10 Heterosexuality

Chapter 10: Heterosexuality

Emma is a working class nursing trainee in her early twenties. She seeks help because she has been finding sex with her boyfriend to be painful and unpleasant because her vaginal muscles tense up so much. She is scared of losing her relationship and continues to have sex even though it is causing her distress. She doesn’t feel able to talk to her friends or her mum about the problem as she’s worried that there is “something wrong with her”. It’s not something she’s ever read about in the magazines that she enjoys which tend to present sex as a fun and easy activity.

Think about

  • What is your formulation/understanding of the key issues for Emma?
  • What assumptions might you have about Emma’s relationship on the basis of this information and your training?
  • How would you proceed?

It would be useful to explore Emma’s expectations and assumptions about both heterosexual sex and heterosexual relationships. For example, we can see from her presentation that she thinks that she must provide regular sex in order to keep a partner; that this sex has to involve her vagina being penetrated; that it is up to her to keep her partner once she has him by continuing to be desirable; and that the relationship should be private and seem perfect to other people in her life.

Common interventions for the ‘sexual dysfunctions’ such as this one involve ruling out medical problems (such as urinary tract infections or sexually transmitted infections) and then working with the client towards a goal of penetration, for example, by introducing fingers/dilators of increasing size into the vagina in cases such as this. A limitation of such an approach is that it perpetuates the idea that penetration is necessary for satisfactory sex. It also fails to address the issues around Emma feeling that she has to be a certain way in order to keep her partner. Sex therapy with heterosexual couples may usefully apply the common sensate focus type practices which aim to take the pressure off penetration and orgasm, and focus on people learning to enjoy the here-and-now of each sensation. In addition to this, it is useful for heterosexual clients experiencing sexual issues to learn how to tune into their own desires and communicate these to partners, for example by creating yes, no, maybe lists of all possible sexual activities they can think of, and whether or not they would like to try engaging in these, and then comparing these.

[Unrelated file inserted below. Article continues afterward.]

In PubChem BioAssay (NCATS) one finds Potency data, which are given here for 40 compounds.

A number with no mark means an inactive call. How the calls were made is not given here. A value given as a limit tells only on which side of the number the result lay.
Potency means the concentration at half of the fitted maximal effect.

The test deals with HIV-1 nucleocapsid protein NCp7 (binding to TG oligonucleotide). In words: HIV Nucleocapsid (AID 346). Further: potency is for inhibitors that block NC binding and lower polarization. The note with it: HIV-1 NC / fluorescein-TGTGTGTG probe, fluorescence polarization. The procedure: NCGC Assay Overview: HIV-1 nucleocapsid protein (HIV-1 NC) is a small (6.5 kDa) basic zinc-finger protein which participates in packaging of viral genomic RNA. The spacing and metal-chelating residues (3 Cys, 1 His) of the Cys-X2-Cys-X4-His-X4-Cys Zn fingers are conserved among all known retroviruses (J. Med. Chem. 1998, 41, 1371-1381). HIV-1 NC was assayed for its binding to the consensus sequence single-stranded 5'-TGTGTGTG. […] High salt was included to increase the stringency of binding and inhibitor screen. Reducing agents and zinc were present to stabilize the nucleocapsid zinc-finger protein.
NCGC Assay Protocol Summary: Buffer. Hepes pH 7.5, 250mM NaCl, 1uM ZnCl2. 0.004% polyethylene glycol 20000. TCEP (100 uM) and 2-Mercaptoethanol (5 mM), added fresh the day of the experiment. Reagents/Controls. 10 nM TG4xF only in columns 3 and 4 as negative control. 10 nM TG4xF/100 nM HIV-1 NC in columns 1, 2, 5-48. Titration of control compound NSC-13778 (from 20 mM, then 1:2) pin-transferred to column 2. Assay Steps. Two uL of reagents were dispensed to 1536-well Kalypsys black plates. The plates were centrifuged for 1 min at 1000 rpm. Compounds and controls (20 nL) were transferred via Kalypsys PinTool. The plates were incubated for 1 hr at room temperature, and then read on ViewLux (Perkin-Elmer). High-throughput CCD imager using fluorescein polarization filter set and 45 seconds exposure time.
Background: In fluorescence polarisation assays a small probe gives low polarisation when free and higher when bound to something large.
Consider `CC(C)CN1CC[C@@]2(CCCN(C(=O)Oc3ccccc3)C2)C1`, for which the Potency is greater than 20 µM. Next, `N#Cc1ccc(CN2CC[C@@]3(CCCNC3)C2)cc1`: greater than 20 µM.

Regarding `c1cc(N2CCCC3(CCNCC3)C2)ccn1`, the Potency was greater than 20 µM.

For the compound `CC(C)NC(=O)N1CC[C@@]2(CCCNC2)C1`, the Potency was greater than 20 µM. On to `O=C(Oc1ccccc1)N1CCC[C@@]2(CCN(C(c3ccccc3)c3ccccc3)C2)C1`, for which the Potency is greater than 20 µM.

It is also useful to broaden out explorations with clients like Emma, as sexual experiences are often reflective of wider issues. For example, many young women feel that they have to be a certain way in order to be accepted by potential partners and by others in their lives (e.g. attractive, nice, passive – see chapter 4).

You can find a more detailed case study of a client with a similar constellation of issues in: Barker, M. (2011). De Beauvoir, Bridget Jones’ Pants and Vaginismus. Existential Analysis, 22 (2), 203-216.

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